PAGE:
Arthur's parents William and Mary Ann Shrewsbury married in 1843 and chose to set up home in Willoughby Street, New Lenton. Six children had already been born by the mid-1850s when the Shrewsburys decided to move. Had they resolved on a major change of scene, we would have lost the chance to claim Arthur Shrewsbury for Lenton's Hall of Fame. Fortunately they settled on a house in nearby Kyte Street and Arthur, their seventh child was born there soon afterwards on April 11th 1865 (Kyte Street is now no more, having disappeared in the 1960s when the Willoughby Street area underwent redevelopment). Peter Wynne-Thomas calculates that Arthur spent his first eight years at the Kyte Street residence, whereupon the Shrewsburys moved up the Derby Road to one of the terraced houses on Wellington Square. William Shrewsbury was employed as a draughtsman-designer at the lace firm of J.T. Hovey on Stoney Street in Nottingham. In 1869, however, he gave up this job in order to become the licensee of The Queen's Hotel, which still stands near the Midland Station. The Queen's Hotel was to remain Arthur's home base for the next thirty two years.
At the age of nineteen Arthur Shrewsbury began to play regularly for Notts County Cricket Club. Arthur's batting soon began to receive critical acclaim and before long he was being selected for inclusion in such representative matches as the Players v. Gentlemen. In 1879 Arthur was one of seven Nottinghamshire players signed up by a Nottingham businessman to play matches in Canada and the USA. It is interesting to note that all but one of these games was played against the odds. That is the opposing teams were allowed extra men, in fact anything up to eleven extra. Peter Wynne-Thomas doesn't comment on how this English team fared in the New World but does suggest that while on tour Shrewsbury and Alfred Shaw, another Notts player, probably finalised their plans to open a sports equipment business in Nottingham. This was launched the following year as the Midland Cricket, Lawn Tennis, Football and General Athletic Sports Depot. Later it was to be changed to 'Shaw and Shrewsbury' which at least had the merit of brevity.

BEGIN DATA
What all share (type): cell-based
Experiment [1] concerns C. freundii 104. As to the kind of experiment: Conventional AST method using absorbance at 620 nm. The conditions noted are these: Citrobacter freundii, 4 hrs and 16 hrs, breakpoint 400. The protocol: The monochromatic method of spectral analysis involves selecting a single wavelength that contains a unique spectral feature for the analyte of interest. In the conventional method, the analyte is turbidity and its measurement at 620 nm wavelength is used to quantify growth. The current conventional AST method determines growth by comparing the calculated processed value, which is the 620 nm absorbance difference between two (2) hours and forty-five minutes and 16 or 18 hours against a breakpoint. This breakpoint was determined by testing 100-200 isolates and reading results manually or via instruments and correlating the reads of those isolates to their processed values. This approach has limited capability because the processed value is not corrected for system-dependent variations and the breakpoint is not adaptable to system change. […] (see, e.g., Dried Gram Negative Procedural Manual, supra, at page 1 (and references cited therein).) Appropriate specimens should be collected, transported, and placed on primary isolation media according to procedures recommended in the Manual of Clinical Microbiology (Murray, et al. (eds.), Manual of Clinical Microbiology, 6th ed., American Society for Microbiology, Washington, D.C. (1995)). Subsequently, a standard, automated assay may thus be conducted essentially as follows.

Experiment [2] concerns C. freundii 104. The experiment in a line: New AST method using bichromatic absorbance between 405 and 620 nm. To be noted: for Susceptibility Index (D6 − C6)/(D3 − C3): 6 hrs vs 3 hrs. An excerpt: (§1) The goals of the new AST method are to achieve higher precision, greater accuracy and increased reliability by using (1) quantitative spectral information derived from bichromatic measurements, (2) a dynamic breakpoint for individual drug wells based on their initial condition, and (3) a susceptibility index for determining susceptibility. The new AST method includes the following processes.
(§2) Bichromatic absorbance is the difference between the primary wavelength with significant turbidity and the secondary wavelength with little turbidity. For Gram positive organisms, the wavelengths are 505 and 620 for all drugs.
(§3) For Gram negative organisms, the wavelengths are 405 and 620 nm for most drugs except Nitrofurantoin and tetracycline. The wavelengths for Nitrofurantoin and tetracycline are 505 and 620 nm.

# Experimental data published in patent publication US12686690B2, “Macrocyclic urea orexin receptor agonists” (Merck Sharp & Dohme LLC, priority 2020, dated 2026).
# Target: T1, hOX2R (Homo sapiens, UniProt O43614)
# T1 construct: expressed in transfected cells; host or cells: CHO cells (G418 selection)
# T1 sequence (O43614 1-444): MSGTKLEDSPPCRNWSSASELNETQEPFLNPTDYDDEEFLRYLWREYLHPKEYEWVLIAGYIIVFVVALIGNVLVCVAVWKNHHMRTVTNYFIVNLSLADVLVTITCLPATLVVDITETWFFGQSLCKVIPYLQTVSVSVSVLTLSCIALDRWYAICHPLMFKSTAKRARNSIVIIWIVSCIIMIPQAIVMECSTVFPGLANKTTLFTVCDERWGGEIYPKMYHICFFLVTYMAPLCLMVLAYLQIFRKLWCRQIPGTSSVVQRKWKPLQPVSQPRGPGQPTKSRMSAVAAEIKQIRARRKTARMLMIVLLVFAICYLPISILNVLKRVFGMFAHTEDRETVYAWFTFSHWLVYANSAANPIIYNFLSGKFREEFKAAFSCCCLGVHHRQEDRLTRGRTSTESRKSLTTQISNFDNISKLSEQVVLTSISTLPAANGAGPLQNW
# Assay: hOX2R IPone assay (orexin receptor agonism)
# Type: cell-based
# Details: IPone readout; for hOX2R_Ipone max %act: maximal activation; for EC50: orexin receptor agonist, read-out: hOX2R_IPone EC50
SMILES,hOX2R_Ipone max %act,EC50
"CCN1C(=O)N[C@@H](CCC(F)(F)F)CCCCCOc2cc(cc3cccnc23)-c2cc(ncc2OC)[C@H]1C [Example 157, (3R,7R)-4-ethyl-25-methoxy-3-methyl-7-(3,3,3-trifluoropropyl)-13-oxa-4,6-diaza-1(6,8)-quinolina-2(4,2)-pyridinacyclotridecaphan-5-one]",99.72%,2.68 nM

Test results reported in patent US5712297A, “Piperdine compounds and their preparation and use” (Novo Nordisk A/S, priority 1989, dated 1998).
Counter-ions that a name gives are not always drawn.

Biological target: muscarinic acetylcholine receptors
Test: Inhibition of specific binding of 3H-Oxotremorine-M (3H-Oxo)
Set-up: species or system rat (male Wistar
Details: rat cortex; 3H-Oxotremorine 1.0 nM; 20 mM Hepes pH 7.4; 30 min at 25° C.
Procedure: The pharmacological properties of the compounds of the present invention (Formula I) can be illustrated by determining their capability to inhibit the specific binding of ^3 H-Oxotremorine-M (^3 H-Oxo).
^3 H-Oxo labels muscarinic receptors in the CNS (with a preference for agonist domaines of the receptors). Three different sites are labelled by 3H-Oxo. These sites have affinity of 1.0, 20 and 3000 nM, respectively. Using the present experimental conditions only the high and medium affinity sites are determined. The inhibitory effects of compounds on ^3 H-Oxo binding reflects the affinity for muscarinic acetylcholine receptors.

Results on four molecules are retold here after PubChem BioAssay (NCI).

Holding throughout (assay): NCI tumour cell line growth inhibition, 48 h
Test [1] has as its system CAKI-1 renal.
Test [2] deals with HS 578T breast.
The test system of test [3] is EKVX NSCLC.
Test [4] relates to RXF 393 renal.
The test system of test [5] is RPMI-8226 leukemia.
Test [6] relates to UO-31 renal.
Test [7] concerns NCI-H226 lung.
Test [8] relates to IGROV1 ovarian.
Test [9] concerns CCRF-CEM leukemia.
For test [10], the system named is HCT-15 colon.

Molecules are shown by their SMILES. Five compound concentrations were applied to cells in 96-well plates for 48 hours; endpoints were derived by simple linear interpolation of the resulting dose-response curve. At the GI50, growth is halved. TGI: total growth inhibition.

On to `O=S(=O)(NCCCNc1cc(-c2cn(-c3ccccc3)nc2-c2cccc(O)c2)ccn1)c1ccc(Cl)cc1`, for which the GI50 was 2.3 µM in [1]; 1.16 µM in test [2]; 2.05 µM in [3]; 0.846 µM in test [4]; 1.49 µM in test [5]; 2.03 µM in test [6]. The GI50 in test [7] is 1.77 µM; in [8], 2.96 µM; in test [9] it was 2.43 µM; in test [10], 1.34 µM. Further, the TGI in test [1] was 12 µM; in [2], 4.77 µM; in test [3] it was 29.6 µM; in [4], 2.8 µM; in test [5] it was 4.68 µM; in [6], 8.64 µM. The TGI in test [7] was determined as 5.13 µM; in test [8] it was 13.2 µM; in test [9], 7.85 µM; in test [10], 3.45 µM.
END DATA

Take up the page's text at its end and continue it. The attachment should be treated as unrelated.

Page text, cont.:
The English team assembled by Arthur Shrewsbury which toured Australia in
1884-85. Arthur Shrewsbury is centre left and Alfred Shaw is seated next to
him on the right.
Despite the enormous distances involved, English cricket teams had been going out to Australia ever since 1861-2. In 1876 Jim Lilleywhite, the Sussex medium pace bowler, organised a tour of Australia which made him a handsome profit. Eager to repeat the experience, he began to make arrangements for another tour during the winter of 1881-2. He asked Alfred Shaw to help him finance it and as Shaw was in business with Arthur Shrewsbury, it seemed sensible to include Shrewsbury. This time Peter Wynne-Thomas details all the dealings behind the scenes and what actually happened in the matches. He concludes by saying that the tour was a success and made each of its organisers £700 profit. As Peter's book makes clear, Arthur Shrewsbury was not only an exceptional cricketer but he also had a keen head for business. The profits from this Australian tour obviously whetted his appetite for more tours - and he was to be involved in the organisation of a further three.
The first of these three tours returned a modest profit, but the others were financial failures, the last spectacularly so. This final tour in 1887-8 suffered from the problem that there were two rival English teams out in Australia at the same time. Shrewsbury's tour lost some £2,400. Once it became clear that the tour was likely to be a financial liability it was decided to try and recoup the losses by following it with a rugby football tour, the first of its kind. So Arthur Shrewsbury remained in Australia to manage the rugby tour. This meant he was to miss a whole season of cricket back home. Unfortunately the rugby tour fared no better and lost £600. All in all, the whole thing was a shambles. And what was to make matters even worse was that Jim Lilleywhite, one of the three organisers, proved incapable of shouldering any of the debt. So it was left to Arthur Shrewsbury and Alfred Shaw to stump up some £1,600 each. Thereafter Arthur confined his cricket to home territory.